National Identity During the Antebellum Period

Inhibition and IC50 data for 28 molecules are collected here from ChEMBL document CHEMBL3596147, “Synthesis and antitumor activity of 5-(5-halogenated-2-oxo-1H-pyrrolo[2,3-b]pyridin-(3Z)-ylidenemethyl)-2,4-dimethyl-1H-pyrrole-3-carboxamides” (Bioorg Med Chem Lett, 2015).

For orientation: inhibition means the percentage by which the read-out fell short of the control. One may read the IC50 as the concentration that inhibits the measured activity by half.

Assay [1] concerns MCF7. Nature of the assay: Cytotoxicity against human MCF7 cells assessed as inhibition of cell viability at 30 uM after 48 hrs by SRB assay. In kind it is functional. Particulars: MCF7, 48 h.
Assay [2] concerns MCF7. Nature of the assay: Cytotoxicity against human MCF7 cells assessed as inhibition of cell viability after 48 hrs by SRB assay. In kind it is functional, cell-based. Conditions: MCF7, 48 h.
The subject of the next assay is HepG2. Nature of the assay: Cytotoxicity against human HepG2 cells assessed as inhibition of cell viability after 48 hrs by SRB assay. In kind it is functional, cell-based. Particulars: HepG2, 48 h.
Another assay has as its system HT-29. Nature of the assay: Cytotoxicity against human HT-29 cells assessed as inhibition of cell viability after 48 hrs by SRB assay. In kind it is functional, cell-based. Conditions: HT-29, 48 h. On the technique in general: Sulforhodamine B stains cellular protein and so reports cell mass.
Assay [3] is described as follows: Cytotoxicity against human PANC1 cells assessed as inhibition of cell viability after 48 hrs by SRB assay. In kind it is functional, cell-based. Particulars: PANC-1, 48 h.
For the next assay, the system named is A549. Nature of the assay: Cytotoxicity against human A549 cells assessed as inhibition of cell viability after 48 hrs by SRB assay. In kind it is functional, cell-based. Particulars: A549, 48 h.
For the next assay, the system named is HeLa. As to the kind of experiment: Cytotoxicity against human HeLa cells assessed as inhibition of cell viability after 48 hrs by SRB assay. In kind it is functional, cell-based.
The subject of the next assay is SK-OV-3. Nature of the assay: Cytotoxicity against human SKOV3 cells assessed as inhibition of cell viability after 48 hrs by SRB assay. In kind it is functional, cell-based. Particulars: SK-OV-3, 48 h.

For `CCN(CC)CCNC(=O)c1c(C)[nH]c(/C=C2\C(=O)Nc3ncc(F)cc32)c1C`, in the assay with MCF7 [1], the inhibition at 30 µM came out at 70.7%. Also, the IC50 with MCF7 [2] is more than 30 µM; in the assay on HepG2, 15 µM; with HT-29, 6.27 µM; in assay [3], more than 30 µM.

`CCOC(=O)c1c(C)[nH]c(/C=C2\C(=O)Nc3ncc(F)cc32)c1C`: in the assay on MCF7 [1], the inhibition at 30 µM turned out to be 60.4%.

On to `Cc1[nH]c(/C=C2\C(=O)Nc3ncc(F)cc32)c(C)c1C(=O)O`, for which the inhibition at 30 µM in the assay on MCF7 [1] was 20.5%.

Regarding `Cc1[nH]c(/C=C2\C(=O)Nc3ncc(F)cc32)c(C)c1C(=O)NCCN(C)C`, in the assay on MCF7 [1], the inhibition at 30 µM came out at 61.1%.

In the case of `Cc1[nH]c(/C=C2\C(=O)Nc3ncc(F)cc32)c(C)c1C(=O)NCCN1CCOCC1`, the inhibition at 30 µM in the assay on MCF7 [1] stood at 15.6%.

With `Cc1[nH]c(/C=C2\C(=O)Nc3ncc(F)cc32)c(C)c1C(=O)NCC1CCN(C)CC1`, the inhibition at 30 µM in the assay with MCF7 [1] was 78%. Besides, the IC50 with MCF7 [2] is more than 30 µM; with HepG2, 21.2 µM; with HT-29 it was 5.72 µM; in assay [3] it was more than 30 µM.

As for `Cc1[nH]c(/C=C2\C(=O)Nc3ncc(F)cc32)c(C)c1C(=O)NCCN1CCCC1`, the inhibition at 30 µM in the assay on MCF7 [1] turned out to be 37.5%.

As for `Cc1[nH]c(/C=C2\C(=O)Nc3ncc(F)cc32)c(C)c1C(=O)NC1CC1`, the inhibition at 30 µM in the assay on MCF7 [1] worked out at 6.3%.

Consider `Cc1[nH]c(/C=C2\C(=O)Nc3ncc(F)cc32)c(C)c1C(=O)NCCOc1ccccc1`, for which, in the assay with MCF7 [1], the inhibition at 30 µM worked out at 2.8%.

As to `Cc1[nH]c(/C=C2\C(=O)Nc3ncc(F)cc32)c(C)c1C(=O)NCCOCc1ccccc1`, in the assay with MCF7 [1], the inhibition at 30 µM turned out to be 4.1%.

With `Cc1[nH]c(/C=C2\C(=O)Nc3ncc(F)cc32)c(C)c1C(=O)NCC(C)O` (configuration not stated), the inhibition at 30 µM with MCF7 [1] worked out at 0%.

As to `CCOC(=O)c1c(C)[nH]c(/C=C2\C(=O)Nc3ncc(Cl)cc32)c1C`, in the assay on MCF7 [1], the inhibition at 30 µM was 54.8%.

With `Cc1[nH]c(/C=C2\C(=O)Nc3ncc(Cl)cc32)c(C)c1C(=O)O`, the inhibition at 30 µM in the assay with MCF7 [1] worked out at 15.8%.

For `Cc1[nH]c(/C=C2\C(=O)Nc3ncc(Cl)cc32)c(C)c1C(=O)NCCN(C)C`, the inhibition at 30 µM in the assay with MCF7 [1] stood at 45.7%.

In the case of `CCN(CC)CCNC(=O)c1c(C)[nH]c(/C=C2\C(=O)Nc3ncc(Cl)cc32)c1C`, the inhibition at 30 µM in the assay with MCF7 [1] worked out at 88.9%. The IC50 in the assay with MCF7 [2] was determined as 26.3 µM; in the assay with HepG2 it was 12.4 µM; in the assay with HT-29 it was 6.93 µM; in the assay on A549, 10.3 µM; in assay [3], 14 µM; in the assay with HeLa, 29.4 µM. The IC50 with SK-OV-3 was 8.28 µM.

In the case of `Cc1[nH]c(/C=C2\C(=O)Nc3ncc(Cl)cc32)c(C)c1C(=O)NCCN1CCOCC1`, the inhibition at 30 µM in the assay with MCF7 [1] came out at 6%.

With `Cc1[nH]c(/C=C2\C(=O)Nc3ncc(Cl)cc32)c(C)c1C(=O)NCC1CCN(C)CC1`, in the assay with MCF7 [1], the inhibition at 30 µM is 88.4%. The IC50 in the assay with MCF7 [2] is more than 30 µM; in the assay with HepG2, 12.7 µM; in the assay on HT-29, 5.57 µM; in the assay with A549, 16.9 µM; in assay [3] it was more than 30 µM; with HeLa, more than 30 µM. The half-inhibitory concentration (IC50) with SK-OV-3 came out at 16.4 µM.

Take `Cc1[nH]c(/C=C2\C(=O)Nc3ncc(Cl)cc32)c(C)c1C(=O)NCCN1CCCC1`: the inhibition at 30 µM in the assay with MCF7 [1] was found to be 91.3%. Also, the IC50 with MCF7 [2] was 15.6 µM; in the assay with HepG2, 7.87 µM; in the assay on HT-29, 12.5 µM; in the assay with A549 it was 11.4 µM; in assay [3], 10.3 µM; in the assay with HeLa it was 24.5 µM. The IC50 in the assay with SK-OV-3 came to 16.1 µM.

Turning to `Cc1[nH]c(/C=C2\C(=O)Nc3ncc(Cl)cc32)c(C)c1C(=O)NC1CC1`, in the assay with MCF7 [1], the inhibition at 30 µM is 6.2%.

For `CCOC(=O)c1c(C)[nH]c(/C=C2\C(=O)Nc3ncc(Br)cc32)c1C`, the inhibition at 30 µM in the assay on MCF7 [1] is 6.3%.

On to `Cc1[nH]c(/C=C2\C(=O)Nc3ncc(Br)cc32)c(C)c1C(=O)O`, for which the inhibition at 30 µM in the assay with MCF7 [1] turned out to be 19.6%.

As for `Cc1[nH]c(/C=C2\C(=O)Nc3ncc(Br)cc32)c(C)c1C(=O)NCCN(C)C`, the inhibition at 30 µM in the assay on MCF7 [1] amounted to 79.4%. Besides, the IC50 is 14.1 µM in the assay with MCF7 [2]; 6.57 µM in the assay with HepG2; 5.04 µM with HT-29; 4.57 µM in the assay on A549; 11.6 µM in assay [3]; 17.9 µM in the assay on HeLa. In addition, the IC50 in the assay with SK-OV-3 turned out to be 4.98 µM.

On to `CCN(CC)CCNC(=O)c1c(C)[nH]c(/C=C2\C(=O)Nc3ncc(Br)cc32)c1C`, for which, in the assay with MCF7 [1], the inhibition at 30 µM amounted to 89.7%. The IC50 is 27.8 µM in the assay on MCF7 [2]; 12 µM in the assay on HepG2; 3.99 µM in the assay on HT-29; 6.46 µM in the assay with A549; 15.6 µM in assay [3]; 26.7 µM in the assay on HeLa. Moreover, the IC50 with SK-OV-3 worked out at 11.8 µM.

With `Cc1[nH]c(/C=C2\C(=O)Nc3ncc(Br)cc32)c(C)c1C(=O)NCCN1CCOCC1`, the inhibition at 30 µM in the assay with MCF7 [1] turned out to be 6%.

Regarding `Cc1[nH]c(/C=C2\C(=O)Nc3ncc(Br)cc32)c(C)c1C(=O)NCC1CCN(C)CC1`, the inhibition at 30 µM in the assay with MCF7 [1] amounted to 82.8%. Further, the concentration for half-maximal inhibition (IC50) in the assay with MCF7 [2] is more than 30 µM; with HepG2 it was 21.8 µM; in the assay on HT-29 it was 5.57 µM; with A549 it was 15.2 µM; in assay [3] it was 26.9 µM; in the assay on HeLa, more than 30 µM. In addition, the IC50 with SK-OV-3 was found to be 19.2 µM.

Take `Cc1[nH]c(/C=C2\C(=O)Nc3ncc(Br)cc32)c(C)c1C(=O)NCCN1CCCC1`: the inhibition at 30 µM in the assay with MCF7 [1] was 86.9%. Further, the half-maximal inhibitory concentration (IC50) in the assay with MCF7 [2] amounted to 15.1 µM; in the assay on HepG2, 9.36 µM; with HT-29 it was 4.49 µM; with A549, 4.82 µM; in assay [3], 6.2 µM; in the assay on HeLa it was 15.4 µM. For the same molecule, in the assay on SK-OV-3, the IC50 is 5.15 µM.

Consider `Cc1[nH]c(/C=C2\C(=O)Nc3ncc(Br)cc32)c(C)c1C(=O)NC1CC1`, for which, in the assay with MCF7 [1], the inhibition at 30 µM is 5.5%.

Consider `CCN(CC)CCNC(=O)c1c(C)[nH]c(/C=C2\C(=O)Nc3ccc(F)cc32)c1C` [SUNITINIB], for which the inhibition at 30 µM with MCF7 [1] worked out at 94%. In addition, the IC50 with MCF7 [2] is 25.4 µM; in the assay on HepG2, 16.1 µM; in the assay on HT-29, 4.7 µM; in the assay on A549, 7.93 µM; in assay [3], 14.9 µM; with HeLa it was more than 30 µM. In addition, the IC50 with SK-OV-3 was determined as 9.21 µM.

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National Identity During The Antebellum Period Slavery is a practice that has been used since the dawn of time. Humans have always forced other humans to do different things: whether it is forced labor, forced child labor, forced marriage, or forced sexual slavery. One common aspect among all of those types of slavery is the use of force, without the consent of the person being forced. Without the use of slavery during the early development of the United States of America, the country that we call the United States of America today might not have been a country; or, at the very least, would be a significantly different nation than the one we know. During the Antebellum Period, slavery was used on a scale that had never really been reached before. The main use of slaves was forced labor on plantations. However, slaves were also forced to perform sexual acts, among other things. Slaveholders, as well as people who did not agree with slavery, knew that slavery was vital to the United States development in becoming a world power and breakaway from the Crown. Without it, the work would not have gotten done, or as quickly as it did. As ugly as it is to say, without the forced labor, the United States might not be the United States. The massive production of cotton propelled the United States to becoming a world power. With this crop, the United States was able to breakaway from the Crown: all thanks to slavery. Americans, North and South, both supported slavery. The majority of Southerners, even non-slaveholders, identified with and defended the institution of slavery. While Northerners supported slavery from an economic standpoint, most of them detested the morality of the matter. Southerners, slaveholders and non-slaveholders, supported the use of slaves. They did so because they knew work needed to be done, and that work wasn’t the kind whites wanted to
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